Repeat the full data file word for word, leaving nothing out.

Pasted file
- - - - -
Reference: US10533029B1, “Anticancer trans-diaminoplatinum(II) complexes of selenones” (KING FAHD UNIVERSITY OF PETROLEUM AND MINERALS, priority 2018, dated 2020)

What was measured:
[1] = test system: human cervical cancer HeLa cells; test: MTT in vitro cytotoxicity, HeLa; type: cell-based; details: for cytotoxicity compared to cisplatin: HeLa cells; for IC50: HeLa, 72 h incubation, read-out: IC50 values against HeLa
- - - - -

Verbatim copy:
Reference: US10533029B1, “Anticancer trans-diaminoplatinum(II) complexes of selenones” (KING FAHD UNIVERSITY OF PETROLEUM AND MINERALS, priority 2018, dated 2020)

What was measured:
[1] = test system: human cervical cancer HeLa cells; test: MTT in vitro cytotoxicity, HeLa; type: cell-based; details: for cytotoxicity compared to cisplatin: HeLa cells; for IC50: HeLa, 72 h incubation, read-out: IC50 values against HeLa